ERP, big data big opportunities as Aussie cloud IaaS soars

Published on the 16/04/2019 | Written by Heather Wright

Telsyte_IaaS_cloud growth

IaaS spend mirrors increased confidence…

Australia’s cloud infrastructure-as-a-service market is set to soar by nearly 75 percent to $1.2 billion, with ERP and big data among the big opportunities still to be tapped.

The figures come courtesy of Australian emerging technology analyst firm Telsyte, which shows local companies are embracing cloud with enthusiasm, with 84 percent having a strategic approach to cloud computing and one in four having mature practices that are able to move workloads from on-premises to cloud. Cloud IaaS spend by Australian organisations hit $688 million last year.

Uptake is extending to traditional ‘core’ applications with 65 percent saying their ERP systems are fully or partially cloud-based.

The strong spending is in line with organisation’s intentions to increase total IT budgets, Telsyte says. Those budgets are expected to increase an average of six percent this year, up from 4.8 percent last year.

The Telsyte Australian Cloud Market Study 2019, which was drawn from an online survey of 447 Australian IT decision makers, also shows Australian companies are sharing the love around when it comes to cloud, with multi-cloud is dominating locally. Seventy-seven percent of Australian organisations are using more than one cloud platform, and 49 percent are using more than four platforms.

The types of applications being deployed off-premise is also increasing with uptake extending to traditional ‘core’ applications too: 65 percent of companies say their ERP systems are fully or partially cloud-based.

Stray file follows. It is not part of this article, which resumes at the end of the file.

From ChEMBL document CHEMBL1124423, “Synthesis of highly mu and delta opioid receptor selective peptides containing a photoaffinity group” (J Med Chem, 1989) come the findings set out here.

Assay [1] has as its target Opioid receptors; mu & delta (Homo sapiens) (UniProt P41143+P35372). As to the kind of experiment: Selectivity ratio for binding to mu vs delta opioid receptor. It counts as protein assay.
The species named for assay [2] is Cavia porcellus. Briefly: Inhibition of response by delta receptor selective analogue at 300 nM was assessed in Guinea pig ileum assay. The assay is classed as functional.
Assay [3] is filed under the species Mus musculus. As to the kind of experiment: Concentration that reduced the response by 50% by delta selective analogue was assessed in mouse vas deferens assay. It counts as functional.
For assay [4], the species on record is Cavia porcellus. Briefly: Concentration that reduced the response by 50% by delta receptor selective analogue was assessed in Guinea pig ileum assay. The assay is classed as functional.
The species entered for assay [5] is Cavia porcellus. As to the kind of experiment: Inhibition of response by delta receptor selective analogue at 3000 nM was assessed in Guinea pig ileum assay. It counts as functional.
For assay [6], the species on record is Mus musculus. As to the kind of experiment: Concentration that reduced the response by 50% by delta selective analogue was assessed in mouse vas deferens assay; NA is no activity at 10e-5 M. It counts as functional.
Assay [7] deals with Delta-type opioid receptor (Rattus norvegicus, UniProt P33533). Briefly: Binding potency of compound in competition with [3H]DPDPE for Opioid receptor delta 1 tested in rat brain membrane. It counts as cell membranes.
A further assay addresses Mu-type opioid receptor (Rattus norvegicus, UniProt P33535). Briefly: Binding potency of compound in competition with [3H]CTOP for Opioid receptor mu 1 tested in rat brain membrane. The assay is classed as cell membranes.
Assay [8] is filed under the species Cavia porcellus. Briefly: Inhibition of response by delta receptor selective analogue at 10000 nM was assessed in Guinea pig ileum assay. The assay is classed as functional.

Cloud deployments have been particularly important to address enterprise application challenges of poor integration (30 percent), lack of infrastructure (29 percent) and long deployment times (26 percent), Telsyte says.

Cloud is also being harnessed as an enabler for big data applications, with 84 percent of large organisations using some form of cloud storage or compute for their main big data analytics program as massive amounts of data out-grows on-premise capabilities, Telsyte says.

The widening range of applications being deployed off-premise comes as early concerns about cloud ‘have all but disappeared’ taking with it any cloud restrictions for many companies.

A full 41 percent of Australian companies have a cloud-first policy, according to the report, with another 36 percent saying they have no restrictions on cloud use.

Interestingly, where once the mention of cloud could raise security concerns – and indeed still does with 42 percent of those surveyed – 40 percent say security is a top reason for adopting cloud-based applications.

The report also echoes an IDC report earlier this year, in highlighting demand for managed cloud services.

Earlier this year IDC forecast a massive 20 percent five-year compound annual growth rate out to 2022 for managed cloud services in Australia, as the challenges associated with maintaining increasingly complex cloud environments increases.

Telsyte’s report notes that 37 percent of large organisations are outsourcing cloud management to third parties, with local data centres the preferred option. Sixty-two percent of IT and business leaders said they were more willing to try cloud services from multinational companies if they have local data centres, and a significant 69 percent of companies say they still have restrictions around the adoption of off-shore public cloud services.

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